Save for your future with superannuation

Super is simply money you set aside while you’re working to help fund your retirement. It’s invested in a superannuation investment – such as a super fund or a self-managed super fund. And it’s kept there until you retire (or you meet one of the other conditions that allows you to access your super).

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Superannuation is a tax-effective way to grow your savings

By its very nature, super is a long-term investment. And while investment markets can go up and down in value, over time, your super should grow as a result of ongoing contributions and any positive investment returns earned on your money. Super can be a tax-effective way to invest and save your money, because super investments are generally taxed at a lower rate than most other forms of investment.

Every little bit of super counts

Your superannuation is much more than just a tax-effective investment. It’s also one of the biggest investments most of us will have besides the family home. It’s definitely one of the longest single investments we’ll ever hold and every little bit really does count.  Small amounts added to your super over time can make a big difference to the type of lifestyle you can afford in retirement. The same goes for taking regular small steps to keep your super organised and on track.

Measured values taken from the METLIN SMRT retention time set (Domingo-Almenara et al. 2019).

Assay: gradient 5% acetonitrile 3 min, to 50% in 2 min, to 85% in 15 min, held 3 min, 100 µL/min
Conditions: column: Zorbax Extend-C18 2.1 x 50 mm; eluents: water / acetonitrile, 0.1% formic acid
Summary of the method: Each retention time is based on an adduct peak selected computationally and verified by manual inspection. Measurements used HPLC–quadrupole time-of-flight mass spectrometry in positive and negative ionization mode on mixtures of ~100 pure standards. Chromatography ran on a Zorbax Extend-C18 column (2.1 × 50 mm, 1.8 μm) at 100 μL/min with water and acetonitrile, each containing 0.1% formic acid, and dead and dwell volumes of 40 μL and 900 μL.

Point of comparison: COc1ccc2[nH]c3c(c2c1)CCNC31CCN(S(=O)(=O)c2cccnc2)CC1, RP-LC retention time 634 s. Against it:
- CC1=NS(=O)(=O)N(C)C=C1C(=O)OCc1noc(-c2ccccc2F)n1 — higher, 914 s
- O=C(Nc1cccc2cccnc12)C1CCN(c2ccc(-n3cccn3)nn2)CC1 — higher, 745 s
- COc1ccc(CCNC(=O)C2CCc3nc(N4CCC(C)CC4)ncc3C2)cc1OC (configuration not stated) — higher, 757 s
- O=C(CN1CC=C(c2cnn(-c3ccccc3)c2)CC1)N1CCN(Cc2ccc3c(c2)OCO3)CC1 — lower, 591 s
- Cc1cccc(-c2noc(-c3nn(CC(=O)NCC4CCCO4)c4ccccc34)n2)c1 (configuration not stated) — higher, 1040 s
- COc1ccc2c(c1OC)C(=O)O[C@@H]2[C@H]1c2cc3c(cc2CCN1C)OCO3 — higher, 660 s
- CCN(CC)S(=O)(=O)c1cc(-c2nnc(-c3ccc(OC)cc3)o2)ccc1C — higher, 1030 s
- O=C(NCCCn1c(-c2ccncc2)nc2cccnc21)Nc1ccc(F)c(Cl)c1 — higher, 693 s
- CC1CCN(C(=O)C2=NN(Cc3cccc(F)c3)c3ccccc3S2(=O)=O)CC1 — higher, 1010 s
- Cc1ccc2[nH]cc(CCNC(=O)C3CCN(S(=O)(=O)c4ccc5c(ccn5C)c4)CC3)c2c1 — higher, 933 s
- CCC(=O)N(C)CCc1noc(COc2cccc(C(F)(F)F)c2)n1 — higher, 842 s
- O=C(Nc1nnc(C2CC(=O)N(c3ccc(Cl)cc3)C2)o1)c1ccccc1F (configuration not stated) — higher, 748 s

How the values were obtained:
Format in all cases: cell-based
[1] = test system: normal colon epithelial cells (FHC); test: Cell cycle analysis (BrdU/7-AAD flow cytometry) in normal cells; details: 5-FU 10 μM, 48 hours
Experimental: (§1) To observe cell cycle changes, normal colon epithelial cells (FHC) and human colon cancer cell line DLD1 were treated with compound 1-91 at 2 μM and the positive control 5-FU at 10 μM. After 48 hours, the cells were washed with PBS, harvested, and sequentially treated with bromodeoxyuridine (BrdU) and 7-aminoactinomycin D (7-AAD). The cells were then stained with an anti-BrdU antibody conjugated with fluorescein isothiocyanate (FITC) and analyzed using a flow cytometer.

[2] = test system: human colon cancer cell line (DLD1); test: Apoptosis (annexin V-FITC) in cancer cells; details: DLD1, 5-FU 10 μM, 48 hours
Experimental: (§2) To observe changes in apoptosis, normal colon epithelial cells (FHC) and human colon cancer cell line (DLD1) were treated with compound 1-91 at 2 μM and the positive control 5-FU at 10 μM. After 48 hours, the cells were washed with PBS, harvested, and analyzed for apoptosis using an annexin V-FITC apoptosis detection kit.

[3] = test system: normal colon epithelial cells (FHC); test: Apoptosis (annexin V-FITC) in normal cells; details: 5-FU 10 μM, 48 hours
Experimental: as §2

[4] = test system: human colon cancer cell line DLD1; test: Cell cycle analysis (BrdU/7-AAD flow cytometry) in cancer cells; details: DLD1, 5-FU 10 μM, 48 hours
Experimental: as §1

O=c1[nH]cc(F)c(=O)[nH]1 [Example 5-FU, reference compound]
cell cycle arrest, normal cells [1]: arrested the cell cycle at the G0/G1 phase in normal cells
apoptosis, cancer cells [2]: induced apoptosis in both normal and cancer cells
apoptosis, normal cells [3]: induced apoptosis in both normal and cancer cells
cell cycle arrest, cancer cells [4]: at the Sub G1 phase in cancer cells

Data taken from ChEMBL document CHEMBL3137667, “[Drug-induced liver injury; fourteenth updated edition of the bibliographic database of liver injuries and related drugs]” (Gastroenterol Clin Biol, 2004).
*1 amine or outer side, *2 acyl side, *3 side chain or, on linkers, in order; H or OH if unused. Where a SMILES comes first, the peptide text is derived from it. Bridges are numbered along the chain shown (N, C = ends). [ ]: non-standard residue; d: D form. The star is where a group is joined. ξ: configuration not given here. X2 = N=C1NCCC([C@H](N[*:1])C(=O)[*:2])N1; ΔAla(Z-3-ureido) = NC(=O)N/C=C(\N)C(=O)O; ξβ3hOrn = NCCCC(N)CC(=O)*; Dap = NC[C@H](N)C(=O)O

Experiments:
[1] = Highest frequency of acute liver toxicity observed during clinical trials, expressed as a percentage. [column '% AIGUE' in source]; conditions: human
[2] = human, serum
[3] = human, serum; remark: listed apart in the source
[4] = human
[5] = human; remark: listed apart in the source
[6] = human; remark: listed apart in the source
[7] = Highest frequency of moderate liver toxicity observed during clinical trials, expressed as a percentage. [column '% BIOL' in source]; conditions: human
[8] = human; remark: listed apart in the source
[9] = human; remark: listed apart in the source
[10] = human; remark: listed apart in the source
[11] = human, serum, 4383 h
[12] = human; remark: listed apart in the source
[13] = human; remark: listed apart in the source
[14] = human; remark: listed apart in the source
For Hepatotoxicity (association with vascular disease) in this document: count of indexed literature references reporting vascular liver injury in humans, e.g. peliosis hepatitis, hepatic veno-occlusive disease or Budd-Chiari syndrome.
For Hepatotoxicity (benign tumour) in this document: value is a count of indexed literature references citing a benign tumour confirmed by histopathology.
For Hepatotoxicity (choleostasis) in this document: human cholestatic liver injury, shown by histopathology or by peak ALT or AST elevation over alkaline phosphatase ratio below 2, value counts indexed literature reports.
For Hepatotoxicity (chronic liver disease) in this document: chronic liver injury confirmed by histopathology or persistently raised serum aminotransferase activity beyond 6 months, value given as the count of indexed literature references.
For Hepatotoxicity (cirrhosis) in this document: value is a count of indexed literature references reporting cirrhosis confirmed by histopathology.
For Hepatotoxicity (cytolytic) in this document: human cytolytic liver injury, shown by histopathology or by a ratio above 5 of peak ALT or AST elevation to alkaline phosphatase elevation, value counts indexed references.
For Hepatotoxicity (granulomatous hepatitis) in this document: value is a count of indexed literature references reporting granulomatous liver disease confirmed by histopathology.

Super 101 webinar

 

Adding to your superannuation

Most of us start our first super account when we’re earning enough money to qualify for Superannuation Guarantee contributions. These are the contributions employers are required to pay into your super on your behalf. Employers are currently required to contribute at least 9.5% of your salary to your super. And there are plenty of other ways to add to your super. You can make your own extra contributions; your spouse can contribute on your behalf, and the government can also chip in with additional contributions for lower-income earners. 

Making additional super contributions

 

Accessing your super

Super is designed to help you save for your retirement. That’s why you’re not able to access your super until you meet specific ‘conditions of release’ set by the government. Reaching retirement age is one such condition and there are others, including some that allow you to gain early access to your super in special circumstances.

Accessing your super